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Establishing Paternity in Massachusetts

When a child is born to two married parents, the husband is the legal father and his name is put on the child’s birth certificate. However, in the diverse society in which we live, children are born into families of many different dynamics. When parents are unmarried, paternity must be legally established in order for the father to appear on the child’s birth certificate and have legal rights to the child. This is an important step since it also involves future rights of the child.

So, how is paternity established in Massachusetts?

Voluntary Vs. Involuntary
Paternity can be established voluntarily or involuntarily. When both parents agree on who the biological father is, they both sign a “Voluntary Acknowledgement of Parentage” in front of a notary pubic, establishing paternity voluntarily. This acknowledgement is then filed with the Registry of Vital Records, officially establishing paternity.

Establishing paternity involuntarily is a longer process, involving a court order of paternity. The person seeking to establish paternity (the petitioner) can be the child, mother, alleged father, a guardian of the child or sometimes a person representing the Massachusetts’ Public Assistance Program. The process begins with the petitioner filing a “Complaint to Establish Paternity” in family court. A judge may order the alleged father to undergo DNA testing to prove paternity. Once it is established, the judge will issue an official order of paternity and the father’s name will be added to the child’s birth certificate.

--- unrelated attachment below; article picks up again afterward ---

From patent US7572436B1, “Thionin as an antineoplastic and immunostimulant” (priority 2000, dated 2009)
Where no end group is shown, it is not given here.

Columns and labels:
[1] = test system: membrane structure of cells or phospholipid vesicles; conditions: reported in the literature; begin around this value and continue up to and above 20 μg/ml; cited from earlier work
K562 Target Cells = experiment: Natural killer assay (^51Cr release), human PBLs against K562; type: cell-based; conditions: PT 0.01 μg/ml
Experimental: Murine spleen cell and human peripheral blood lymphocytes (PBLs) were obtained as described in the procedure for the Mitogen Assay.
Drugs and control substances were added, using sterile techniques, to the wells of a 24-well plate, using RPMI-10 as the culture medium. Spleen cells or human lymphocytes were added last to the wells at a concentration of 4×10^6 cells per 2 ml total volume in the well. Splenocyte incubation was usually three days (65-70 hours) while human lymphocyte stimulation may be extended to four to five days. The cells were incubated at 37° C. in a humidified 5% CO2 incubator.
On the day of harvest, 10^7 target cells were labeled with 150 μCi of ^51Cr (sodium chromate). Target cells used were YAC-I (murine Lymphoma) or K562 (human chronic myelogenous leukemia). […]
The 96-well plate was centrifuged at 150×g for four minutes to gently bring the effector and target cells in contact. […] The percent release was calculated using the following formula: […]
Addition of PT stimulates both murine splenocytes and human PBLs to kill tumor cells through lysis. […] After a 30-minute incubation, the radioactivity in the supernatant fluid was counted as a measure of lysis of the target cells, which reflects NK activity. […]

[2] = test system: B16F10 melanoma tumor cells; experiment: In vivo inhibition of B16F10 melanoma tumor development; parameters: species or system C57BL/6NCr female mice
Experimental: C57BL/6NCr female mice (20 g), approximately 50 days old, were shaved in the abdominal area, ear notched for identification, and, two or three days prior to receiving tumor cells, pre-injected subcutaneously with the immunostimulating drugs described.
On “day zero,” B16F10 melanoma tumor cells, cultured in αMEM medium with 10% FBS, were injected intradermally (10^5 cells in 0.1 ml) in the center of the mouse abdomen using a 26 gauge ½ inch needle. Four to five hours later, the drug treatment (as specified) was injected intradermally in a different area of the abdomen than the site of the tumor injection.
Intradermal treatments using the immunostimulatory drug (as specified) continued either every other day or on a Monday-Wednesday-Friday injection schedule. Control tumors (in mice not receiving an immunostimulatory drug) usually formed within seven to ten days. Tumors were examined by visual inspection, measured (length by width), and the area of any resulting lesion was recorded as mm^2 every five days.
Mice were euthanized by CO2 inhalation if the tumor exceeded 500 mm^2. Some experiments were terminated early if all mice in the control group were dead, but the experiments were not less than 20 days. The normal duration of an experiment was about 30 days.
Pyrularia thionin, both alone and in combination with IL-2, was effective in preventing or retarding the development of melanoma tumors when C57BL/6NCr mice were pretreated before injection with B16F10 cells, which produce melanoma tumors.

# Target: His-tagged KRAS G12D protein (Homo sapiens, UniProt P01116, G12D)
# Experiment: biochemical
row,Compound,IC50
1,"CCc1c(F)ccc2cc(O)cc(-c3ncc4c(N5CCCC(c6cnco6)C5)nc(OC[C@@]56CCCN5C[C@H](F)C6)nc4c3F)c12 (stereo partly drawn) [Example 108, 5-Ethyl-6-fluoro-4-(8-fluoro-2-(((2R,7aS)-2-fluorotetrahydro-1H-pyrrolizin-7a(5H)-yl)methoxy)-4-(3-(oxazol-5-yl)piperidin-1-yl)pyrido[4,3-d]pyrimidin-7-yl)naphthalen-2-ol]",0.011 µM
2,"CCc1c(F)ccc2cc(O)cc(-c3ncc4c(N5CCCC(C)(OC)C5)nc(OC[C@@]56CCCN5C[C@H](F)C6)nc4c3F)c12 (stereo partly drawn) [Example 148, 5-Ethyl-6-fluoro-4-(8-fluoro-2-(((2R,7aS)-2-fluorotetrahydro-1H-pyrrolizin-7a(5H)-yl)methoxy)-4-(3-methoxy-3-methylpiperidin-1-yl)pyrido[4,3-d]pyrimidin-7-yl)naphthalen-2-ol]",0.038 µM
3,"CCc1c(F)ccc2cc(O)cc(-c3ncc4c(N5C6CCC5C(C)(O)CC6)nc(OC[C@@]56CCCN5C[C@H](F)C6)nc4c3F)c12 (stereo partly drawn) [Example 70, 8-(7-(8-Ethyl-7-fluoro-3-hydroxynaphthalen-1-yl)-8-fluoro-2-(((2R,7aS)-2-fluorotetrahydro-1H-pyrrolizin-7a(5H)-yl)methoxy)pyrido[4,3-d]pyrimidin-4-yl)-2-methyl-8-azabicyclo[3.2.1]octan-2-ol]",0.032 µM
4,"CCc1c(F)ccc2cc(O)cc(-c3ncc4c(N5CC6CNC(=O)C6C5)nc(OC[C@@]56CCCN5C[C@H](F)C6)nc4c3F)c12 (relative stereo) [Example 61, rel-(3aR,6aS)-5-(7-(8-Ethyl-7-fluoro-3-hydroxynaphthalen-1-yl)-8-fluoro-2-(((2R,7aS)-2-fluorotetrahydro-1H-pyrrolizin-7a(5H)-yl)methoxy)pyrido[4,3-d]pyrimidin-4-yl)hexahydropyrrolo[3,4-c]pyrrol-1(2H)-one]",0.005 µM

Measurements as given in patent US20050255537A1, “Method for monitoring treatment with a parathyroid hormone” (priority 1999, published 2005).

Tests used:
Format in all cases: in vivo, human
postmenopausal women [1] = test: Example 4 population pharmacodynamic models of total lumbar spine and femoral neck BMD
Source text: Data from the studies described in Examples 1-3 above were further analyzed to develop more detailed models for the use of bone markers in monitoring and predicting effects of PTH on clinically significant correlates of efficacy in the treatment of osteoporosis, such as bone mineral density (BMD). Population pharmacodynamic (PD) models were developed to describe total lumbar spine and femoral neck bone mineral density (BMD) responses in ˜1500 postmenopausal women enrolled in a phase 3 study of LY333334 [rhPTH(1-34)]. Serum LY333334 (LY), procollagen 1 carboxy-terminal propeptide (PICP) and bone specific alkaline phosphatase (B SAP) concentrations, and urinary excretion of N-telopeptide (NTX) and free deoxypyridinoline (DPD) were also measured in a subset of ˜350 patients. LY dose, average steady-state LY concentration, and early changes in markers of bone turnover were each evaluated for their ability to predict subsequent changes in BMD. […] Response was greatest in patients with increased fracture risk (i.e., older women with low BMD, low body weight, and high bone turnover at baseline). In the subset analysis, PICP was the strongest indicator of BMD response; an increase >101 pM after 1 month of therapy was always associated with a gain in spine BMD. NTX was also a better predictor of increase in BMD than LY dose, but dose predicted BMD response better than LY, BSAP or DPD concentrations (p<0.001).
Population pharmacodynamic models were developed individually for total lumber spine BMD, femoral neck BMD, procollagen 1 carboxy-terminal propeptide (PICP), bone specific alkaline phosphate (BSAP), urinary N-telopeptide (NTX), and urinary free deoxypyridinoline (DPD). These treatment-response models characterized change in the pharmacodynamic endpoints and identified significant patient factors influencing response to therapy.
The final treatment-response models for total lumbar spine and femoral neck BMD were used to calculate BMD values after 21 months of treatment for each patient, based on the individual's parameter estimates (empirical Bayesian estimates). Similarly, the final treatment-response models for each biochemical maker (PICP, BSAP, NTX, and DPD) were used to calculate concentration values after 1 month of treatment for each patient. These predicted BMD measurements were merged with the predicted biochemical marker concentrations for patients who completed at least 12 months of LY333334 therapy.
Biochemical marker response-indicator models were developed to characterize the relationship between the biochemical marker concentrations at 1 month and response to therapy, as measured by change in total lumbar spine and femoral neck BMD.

Why Establishing Paternity is Important?
Establishing paternity is about more than just a name on a birth certificate. It involves the rights of all involved. Once paternity is established, the father has the right to request custody and/or visitation. He will also be financially responsible for the child. Additionally, the child and the father will have inheritance rights should one pass away before the other. The child will also be able to benefit from the father’s health insurance, and social security and veteran’s benefits.

Establishing involuntary paternity can turn into a long process, especially if parents do not agree on support and custody rights. Individuals facing this situation should seek the help of a family law attorney, ready to advocate in the best interests of the child.

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